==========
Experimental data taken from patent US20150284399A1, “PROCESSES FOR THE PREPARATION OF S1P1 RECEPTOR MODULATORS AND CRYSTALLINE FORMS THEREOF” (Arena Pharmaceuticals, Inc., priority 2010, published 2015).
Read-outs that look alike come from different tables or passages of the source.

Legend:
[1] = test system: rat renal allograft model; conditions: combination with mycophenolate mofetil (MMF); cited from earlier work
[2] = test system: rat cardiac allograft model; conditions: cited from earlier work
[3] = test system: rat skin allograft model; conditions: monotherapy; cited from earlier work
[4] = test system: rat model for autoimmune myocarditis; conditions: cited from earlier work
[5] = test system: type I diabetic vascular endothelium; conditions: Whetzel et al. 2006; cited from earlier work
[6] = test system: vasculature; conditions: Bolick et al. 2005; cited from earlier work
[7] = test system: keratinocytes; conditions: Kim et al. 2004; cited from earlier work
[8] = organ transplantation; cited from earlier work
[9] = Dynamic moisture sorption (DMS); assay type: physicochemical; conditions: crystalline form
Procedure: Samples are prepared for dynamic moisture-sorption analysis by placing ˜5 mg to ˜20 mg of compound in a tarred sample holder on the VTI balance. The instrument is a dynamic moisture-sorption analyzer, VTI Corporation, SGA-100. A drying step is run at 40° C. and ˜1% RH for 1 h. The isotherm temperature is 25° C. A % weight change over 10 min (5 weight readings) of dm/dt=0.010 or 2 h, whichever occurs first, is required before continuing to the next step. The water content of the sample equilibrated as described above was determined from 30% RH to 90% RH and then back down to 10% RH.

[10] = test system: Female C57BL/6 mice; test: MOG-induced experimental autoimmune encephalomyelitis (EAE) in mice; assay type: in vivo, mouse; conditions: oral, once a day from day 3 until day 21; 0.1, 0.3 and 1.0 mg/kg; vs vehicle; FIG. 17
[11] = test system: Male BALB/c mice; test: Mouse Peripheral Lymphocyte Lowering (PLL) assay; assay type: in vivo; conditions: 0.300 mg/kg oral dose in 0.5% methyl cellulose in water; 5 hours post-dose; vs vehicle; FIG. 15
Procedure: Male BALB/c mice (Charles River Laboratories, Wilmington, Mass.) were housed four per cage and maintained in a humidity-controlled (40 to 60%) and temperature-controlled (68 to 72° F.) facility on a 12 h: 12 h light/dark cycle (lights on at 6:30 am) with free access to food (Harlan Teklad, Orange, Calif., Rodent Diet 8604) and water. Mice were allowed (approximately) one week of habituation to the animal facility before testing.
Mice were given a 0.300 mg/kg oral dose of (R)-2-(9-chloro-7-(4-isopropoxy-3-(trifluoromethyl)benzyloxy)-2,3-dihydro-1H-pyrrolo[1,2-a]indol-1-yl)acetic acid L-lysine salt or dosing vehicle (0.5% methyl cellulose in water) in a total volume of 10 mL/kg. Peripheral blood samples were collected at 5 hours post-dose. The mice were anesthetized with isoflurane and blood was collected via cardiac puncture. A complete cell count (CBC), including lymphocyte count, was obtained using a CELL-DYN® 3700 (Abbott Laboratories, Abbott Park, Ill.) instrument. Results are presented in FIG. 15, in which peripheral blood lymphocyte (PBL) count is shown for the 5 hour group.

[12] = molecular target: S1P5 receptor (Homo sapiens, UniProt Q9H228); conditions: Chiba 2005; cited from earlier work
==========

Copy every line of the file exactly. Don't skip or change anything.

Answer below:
Experimental data taken from patent US20150284399A1, “PROCESSES FOR THE PREPARATION OF S1P1 RECEPTOR MODULATORS AND CRYSTALLINE FORMS THEREOF” (Arena Pharmaceuticals, Inc., priority 2010, published 2015).
Read-outs that look alike come from different tables or passages of the source.

Legend:
[1] = test system: rat renal allograft model; conditions: combination with mycophenolate mofetil (MMF); cited from earlier work
[2] = test system: rat cardiac allograft model; conditions: cited from earlier work
[3] = test system: rat skin allograft model; conditions: monotherapy; cited from earlier work
[4] = test system: rat model for autoimmune myocarditis; conditions: cited from earlier work
[5] = test system: type I diabetic vascular endothelium; conditions: Whetzel et al. 2006; cited from earlier work
[6] = test system: vasculature; conditions: Bolick et al. 2005; cited from earlier work
[7] = test system: keratinocytes; conditions: Kim et al. 2004; cited from earlier work
[8] = organ transplantation; cited from earlier work
[9] = Dynamic moisture sorption (DMS); assay type: physicochemical; conditions: crystalline form
Procedure: Samples are prepared for dynamic moisture-sorption analysis by placing ˜5 mg to ˜20 mg of compound in a tarred sample holder on the VTI balance. The instrument is a dynamic moisture-sorption analyzer, VTI Corporation, SGA-100. A drying step is run at 40° C. and ˜1% RH for 1 h. The isotherm temperature is 25° C. A % weight change over 10 min (5 weight readings) of dm/dt=0.010 or 2 h, whichever occurs first, is required before continuing to the next step. The water content of the sample equilibrated as described above was determined from 30% RH to 90% RH and then back down to 10% RH.

[10] = test system: Female C57BL/6 mice; test: MOG-induced experimental autoimmune encephalomyelitis (EAE) in mice; assay type: in vivo, mouse; conditions: oral, once a day from day 3 until day 21; 0.1, 0.3 and 1.0 mg/kg; vs vehicle; FIG. 17
[11] = test system: Male BALB/c mice; test: Mouse Peripheral Lymphocyte Lowering (PLL) assay; assay type: in vivo; conditions: 0.300 mg/kg oral dose in 0.5% methyl cellulose in water; 5 hours post-dose; vs vehicle; FIG. 15
Procedure: Male BALB/c mice (Charles River Laboratories, Wilmington, Mass.) were housed four per cage and maintained in a humidity-controlled (40 to 60%) and temperature-controlled (68 to 72° F.) facility on a 12 h: 12 h light/dark cycle (lights on at 6:30 am) with free access to food (Harlan Teklad, Orange, Calif., Rodent Diet 8604) and water. Mice were allowed (approximately) one week of habituation to the animal facility before testing.
Mice were given a 0.300 mg/kg oral dose of (R)-2-(9-chloro-7-(4-isopropoxy-3-(trifluoromethyl)benzyloxy)-2,3-dihydro-1H-pyrrolo[1,2-a]indol-1-yl)acetic acid L-lysine salt or dosing vehicle (0.5% methyl cellulose in water) in a total volume of 10 mL/kg. Peripheral blood samples were collected at 5 hours post-dose. The mice were anesthetized with isoflurane and blood was collected via cardiac puncture. A complete cell count (CBC), including lymphocyte count, was obtained using a CELL-DYN® 3700 (Abbott Laboratories, Abbott Park, Ill.) instrument. Results are presented in FIG. 15, in which peripheral blood lymphocyte (PBL) count is shown for the 5 hour group.

[12] = molecular target: S1P5 receptor (Homo sapiens, UniProt Q9H228); conditions: Chiba 2005; cited from earlier work